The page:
Both Aaron and I have at times been peeved, other times prit'near enraged, by posts of varying levels of wrongness at the internet's preëminent collection of localists, Front Porch Republic. There, it is taken for granted that any "true" "localist" must be against evangelicals/abortion/same-sex marriage/Obama. (And this is only in writings by editors. Various commenters—Mr Cheeks chief among them—reach teabaggity levels of craziness on a regular basis.) Now, it is true that I am against some of these things. But I have difficulty accepting that they are all inimical to the idea of community. Take my local farmers' market (which I visited today), for example: what difference to that community would it make if my waitress at the market café attended the Praise Jebus Bible Temple? Or if the woman selling specialty salts happened to have spousal benefits with the woman selling scented candles a few booths down? Or even if the apple-seller man voted for Obama? (Abortion, I admit, may be a different case—it certainly is, from a moral standpoint. But I suppose the odds are quite good that some woman I saw today once had a safe and legal abortion. Did that affect the community?) Yet all of these things would be heavily discouraged, if not verboten, in the idealized community envisioned by one or another of the Front Porchers.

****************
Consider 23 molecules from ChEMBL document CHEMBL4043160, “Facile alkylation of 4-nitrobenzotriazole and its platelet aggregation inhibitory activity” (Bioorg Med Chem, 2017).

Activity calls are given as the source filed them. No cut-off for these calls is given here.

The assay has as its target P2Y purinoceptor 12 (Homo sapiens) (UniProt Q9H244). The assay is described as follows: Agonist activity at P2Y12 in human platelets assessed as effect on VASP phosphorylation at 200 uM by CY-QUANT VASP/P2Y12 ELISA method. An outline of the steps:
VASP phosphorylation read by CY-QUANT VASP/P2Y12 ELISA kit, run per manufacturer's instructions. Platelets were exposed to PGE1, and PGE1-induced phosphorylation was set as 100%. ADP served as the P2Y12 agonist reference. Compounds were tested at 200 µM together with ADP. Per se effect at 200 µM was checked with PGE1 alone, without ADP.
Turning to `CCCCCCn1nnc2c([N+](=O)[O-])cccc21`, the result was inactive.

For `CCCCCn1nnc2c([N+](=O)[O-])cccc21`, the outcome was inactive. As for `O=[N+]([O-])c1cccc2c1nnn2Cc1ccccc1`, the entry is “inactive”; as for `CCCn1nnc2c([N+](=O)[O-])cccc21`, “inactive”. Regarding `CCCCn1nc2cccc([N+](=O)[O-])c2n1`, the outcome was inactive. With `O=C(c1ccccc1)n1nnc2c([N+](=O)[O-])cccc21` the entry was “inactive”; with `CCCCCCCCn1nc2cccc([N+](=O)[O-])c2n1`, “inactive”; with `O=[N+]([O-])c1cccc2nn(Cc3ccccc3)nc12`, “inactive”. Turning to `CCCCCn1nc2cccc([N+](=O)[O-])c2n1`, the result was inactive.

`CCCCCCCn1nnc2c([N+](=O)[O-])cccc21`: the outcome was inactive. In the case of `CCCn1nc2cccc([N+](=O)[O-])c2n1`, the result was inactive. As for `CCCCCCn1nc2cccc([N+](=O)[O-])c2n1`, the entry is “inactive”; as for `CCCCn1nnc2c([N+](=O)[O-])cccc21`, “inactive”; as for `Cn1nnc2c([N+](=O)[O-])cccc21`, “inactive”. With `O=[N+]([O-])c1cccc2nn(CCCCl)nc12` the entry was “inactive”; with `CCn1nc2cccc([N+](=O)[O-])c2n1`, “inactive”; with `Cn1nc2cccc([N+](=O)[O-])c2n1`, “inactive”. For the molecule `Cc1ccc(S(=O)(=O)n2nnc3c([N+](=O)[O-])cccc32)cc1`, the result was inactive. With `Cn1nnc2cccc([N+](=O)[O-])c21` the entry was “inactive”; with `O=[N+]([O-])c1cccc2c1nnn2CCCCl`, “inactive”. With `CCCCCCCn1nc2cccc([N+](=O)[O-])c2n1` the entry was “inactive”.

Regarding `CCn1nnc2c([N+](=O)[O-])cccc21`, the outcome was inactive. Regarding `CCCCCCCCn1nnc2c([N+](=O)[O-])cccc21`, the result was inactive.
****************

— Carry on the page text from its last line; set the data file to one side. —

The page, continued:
This, I think, may be the chief problem with FPR: every contributor has a differ'nt idea of what the basis of localism is. So you have Médaille ranting about distributism while Peters bemoans the utter failures of Protestantism while Fox tries to reconcile the localist impulse with the Democratic platform. And meanwhile, in the peanut gallery, we have comments extolling the One True Faith (be it Roman Catholic, Greek Orthodox, or Calvinist), defending the "localism" of multimillion-dollar sports franchises, and damning Obama's socialism and Kenyan nationality. The only thing we can agree on is that Wendell Berry happens to be right (at least, some of the time).